In a long-term clinical study of DEMADEX in patients with congestive heartfailure, the estimated annual change in serum magnesium was an increase of 0.2 mg/dL (0.08 mmol/L), but these data are confounded by the fact that many of these patients received magnesium supplements. In a 4-week study in which magnesium supplementation was not given, the rate of occurrence of serum magnesium levels below 1.7 mg/dL (0.70 mmol/L) was 6% and 9% in the groups receiving 5 mg and 10 mg of DEMADEX, respectively.

Blood Urea Nitrogen (BUN), Creatinine and Uric Acid

DEMADEX produces small dose-related increases in each of these laboratory values. In hypertensive patients who received 10 mg of DEMADEX daily for 6 weeks, the mean increase in blood urea nitrogen was 1.8 mg/dL (0.6 mmol/L), the mean increase in serum creatinine was 0.05 mg/dL (4 mmol/L), and the mean increase in serum uric acid was 1.2 mg/dL (70 mmol/L). Little further change occurred with long-term treatment, and all changes reversed when treatment was discontinued.

Symptomatic gout has been reported in patients receiving DEMADEX, but itsincidence has been similar to that seen in patients receiving placebo.


Hypertensive patients who received 10 mg of daily DEMADEX experienced a mean increase in serum glucose concentration of 5.5 mg/dL (0.3 mmol/L) after 6 weeks of therapy, with a further increase of 1.8 mg/dL (0.1 mmol/L) during the subsequent year. In long-term studies in diabetics, mean fasting glucose values were not significantly changed from baseline. Cases of hyperglycemia have been reported but are uncommon.

Serum Lipids

In the controlled short-term hypertension studies in the United States, daily doses of 5 mg, 10 mg, and 20 mg of DEMADEX were associated with increases in total plasma cholesterol of 4, 4, and 8 mg/dL (0.10 to 0.20 mmol/L), respectively. The changes subsided during chronic therapy.

In the same short-term hypertension studies, daily doses of 5 mg, 10 mg and 20 mg of DEMADEX were associated with mean increases in plasma triglyceridesof 16, 13 and 71 mg/dL (0.15 to 0.80 mmol/L), respectively.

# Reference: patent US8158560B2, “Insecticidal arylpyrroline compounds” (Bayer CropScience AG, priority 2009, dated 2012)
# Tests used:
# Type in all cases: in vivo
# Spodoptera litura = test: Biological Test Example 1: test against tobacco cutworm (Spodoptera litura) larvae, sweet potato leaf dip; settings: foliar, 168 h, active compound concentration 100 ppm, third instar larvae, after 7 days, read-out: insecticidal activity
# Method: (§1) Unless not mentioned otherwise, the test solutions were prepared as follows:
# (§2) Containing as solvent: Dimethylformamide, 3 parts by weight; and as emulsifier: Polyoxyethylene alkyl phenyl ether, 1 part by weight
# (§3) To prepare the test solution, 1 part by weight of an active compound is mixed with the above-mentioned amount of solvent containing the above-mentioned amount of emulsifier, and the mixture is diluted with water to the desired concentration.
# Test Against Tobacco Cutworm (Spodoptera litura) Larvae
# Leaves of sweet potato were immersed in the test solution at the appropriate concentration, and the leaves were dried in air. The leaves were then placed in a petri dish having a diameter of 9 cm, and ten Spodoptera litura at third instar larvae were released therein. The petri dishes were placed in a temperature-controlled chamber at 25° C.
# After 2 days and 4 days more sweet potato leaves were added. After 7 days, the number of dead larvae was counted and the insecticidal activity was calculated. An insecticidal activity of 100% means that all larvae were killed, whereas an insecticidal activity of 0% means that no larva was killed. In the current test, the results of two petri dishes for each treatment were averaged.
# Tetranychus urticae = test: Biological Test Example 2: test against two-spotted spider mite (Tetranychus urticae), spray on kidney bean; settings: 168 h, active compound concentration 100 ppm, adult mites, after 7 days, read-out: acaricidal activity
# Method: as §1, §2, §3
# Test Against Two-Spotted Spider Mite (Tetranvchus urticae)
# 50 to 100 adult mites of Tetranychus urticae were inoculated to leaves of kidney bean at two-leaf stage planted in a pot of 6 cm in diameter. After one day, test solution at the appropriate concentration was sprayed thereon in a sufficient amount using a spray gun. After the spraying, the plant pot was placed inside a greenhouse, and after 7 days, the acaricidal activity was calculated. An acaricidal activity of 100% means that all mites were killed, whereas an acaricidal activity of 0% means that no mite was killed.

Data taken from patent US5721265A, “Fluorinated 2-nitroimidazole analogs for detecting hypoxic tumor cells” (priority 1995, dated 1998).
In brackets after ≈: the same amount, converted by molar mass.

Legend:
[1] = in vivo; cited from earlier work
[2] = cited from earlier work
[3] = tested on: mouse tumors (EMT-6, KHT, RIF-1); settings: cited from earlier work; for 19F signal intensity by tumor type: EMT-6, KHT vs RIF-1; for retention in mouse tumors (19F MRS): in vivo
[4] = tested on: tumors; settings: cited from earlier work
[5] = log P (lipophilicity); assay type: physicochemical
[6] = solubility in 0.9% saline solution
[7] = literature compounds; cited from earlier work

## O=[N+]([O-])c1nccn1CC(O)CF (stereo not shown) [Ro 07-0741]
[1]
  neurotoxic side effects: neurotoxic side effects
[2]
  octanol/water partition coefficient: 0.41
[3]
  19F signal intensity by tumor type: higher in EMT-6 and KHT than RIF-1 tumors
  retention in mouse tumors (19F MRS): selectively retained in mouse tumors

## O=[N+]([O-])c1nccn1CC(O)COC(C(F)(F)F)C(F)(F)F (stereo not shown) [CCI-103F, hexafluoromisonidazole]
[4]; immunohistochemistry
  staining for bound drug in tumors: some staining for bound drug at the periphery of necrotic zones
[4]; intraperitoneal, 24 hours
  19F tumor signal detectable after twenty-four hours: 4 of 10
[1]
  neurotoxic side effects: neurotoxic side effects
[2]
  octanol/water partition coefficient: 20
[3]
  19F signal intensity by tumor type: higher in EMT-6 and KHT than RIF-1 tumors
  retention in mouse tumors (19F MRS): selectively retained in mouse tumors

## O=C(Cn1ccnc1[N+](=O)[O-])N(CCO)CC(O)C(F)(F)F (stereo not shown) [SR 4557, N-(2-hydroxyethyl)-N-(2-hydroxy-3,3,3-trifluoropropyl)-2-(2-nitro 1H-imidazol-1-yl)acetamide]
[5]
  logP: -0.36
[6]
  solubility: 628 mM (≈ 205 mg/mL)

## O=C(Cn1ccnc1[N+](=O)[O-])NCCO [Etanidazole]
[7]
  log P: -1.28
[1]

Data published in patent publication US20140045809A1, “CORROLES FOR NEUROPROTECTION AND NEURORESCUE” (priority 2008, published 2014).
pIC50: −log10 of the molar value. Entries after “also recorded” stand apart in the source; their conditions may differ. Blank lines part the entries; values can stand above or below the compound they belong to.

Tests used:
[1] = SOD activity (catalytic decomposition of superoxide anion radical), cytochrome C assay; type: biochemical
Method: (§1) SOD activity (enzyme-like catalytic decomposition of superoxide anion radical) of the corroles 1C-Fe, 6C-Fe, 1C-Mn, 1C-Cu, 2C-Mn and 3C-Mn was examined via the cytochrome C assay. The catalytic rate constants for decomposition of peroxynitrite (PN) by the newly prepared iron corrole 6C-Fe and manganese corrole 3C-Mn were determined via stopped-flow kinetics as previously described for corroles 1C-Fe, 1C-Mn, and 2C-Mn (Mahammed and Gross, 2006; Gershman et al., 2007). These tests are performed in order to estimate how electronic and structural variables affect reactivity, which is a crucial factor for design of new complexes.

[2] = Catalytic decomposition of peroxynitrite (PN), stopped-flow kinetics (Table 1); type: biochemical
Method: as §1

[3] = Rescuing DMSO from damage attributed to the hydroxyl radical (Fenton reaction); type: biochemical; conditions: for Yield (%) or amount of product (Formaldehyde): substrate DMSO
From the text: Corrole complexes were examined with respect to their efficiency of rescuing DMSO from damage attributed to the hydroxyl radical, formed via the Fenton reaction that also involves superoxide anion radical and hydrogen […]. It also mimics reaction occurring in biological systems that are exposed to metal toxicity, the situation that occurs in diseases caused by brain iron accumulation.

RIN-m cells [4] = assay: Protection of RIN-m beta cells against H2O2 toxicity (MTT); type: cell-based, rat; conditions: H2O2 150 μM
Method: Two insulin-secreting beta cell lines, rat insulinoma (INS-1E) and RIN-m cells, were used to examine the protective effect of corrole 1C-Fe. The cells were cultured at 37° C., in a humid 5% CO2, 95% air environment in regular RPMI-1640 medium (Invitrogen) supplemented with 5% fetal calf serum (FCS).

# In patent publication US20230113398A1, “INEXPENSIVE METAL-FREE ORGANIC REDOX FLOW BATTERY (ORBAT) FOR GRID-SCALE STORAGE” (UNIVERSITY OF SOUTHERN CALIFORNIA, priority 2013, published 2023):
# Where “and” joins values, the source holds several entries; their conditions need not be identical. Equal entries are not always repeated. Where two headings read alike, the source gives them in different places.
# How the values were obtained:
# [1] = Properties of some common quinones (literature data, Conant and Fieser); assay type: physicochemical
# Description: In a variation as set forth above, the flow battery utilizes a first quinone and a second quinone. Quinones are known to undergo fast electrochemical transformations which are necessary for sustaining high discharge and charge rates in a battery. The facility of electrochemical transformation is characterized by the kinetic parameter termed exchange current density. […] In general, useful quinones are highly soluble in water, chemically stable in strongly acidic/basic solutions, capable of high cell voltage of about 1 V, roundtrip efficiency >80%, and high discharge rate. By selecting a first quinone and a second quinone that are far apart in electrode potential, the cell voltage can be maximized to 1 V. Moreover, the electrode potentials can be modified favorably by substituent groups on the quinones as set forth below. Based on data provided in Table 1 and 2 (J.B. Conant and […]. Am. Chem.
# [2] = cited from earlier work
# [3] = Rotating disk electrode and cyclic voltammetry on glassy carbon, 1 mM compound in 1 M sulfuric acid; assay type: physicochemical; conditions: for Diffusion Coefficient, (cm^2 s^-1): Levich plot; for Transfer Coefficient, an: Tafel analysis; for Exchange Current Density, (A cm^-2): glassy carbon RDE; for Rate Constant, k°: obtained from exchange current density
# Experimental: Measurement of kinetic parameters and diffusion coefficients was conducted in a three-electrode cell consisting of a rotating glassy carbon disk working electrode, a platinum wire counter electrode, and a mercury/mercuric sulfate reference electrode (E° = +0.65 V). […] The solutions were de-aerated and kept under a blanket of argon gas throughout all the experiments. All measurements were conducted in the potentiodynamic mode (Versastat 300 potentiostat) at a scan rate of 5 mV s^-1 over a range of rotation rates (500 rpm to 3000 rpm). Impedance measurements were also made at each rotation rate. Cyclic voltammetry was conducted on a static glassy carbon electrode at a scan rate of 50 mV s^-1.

In long-term studies of 5 mg to 20 mg of DEMADEX daily, no clinically significant differences from baseline lipid values were observed after 1 year of therapy.


In long-term studies in hypertensive patients, DEMADEX has been associated with small mean decreases in hemoglobin, hematocrit, and erythrocyte count and small mean increases in white blood cell count, platelet count, and serumalkaline phosphatase. Although statistically significant, all of these changes were medically inconsequential. No significant trends have been observed in any liver enzyme tests other than alkaline phosphatase.

Carcinogenesis, Mutagenesis and Impairment of Fertility

No overall increase in tumor incidence was found when torsemide was given to rats and mice throughout their lives at doses up to 9 mg/kg/day (rats) and 32 mg/kg/day (mice). On a body-weight basis, these doses are 27 to 96 times a human dose of 20 mg; on a body-surface-area basis, they are 5 to 8 times this dose. In the rat study, the high-dose female group demonstrated renal tubularinjury, interstitial inflammation, and a statistically significant increase in renal adenomas and carcinomas. The tumor incidence in this group was, however, not much higher than the incidence sometimes seen in historical controls. Similar signs of chronic non-neoplastic renal injury have been reported in high-dose animal studies of other diuretics such as furosemide and hydrochlorothiazide.

No mutagenic activity was detected in any of a variety of in vivo and in vitro tests of torsemide and its major human metabolite. The tests included the Ames testin bacteria (with and without metabolic activation), tests for chromosomeaberrations and sister-chromatid exchanges in human lymphocytes, tests for various nuclear anomalies in cells found in hamster and murine bone marrow, tests for unscheduled DNA synthesis in mice and rats, and others.

In doses up to 25 mg/kg/day (75 times a human dose of 20 mg on a body- weight basis; 13 times this dose on a body-surface-area basis), torsemide had no adverse effect on the reproductive performance of male or female rats.


Pregnancy Category B.